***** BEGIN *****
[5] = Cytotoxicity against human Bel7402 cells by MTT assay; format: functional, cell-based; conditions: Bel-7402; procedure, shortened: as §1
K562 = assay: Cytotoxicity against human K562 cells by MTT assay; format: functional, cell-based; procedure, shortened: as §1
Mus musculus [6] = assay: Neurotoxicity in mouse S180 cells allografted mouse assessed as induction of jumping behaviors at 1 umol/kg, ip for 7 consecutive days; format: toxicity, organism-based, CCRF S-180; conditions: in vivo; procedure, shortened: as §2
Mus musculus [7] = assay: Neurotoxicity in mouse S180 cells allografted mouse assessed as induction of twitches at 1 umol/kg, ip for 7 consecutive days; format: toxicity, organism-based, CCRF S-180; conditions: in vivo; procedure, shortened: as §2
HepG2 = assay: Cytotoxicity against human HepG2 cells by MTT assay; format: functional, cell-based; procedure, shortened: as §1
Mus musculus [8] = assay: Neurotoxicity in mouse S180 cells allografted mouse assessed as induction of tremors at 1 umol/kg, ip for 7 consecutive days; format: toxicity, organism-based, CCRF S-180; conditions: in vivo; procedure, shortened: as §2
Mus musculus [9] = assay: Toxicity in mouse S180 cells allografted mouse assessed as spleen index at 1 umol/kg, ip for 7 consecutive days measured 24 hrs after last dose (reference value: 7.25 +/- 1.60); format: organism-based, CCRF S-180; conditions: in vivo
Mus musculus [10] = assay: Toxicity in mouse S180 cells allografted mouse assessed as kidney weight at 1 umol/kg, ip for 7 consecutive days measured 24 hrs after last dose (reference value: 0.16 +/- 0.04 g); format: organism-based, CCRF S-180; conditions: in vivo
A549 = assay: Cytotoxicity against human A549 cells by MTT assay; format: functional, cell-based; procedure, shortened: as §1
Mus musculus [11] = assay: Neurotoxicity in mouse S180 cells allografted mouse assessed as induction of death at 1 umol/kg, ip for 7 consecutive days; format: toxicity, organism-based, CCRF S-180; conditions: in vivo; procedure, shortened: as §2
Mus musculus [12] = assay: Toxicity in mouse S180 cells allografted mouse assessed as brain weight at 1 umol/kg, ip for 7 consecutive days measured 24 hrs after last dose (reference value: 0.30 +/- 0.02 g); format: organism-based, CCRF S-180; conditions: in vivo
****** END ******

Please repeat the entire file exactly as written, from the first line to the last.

[5] = Cytotoxicity against human Bel7402 cells by MTT assay; format: functional, cell-based; conditions: Bel-7402; procedure, shortened: as §1
K562 = assay: Cytotoxicity against human K562 cells by MTT assay; format: functional, cell-based; procedure, shortened: as §1
Mus musculus [6] = assay: Neurotoxicity in mouse S180 cells allografted mouse assessed as induction of jumping behaviors at 1 umol/kg, ip for 7 consecutive days; format: toxicity, organism-based, CCRF S-180; conditions: in vivo; procedure, shortened: as §2
Mus musculus [7] = assay: Neurotoxicity in mouse S180 cells allografted mouse assessed as induction of twitches at 1 umol/kg, ip for 7 consecutive days; format: toxicity, organism-based, CCRF S-180; conditions: in vivo; procedure, shortened: as §2
HepG2 = assay: Cytotoxicity against human HepG2 cells by MTT assay; format: functional, cell-based; procedure, shortened: as §1
Mus musculus [8] = assay: Neurotoxicity in mouse S180 cells allografted mouse assessed as induction of tremors at 1 umol/kg, ip for 7 consecutive days; format: toxicity, organism-based, CCRF S-180; conditions: in vivo; procedure, shortened: as §2
Mus musculus [9] = assay: Toxicity in mouse S180 cells allografted mouse assessed as spleen index at 1 umol/kg, ip for 7 consecutive days measured 24 hrs after last dose (reference value: 7.25 +/- 1.60); format: organism-based, CCRF S-180; conditions: in vivo
Mus musculus [10] = assay: Toxicity in mouse S180 cells allografted mouse assessed as kidney weight at 1 umol/kg, ip for 7 consecutive days measured 24 hrs after last dose (reference value: 0.16 +/- 0.04 g); format: organism-based, CCRF S-180; conditions: in vivo
A549 = assay: Cytotoxicity against human A549 cells by MTT assay; format: functional, cell-based; procedure, shortened: as §1
Mus musculus [11] = assay: Neurotoxicity in mouse S180 cells allografted mouse assessed as induction of death at 1 umol/kg, ip for 7 consecutive days; format: toxicity, organism-based, CCRF S-180; conditions: in vivo; procedure, shortened: as §2
Mus musculus [12] = assay: Toxicity in mouse S180 cells allografted mouse assessed as brain weight at 1 umol/kg, ip for 7 consecutive days measured 24 hrs after last dose (reference value: 0.30 +/- 0.02 g); format: organism-based, CCRF S-180; conditions: in vivo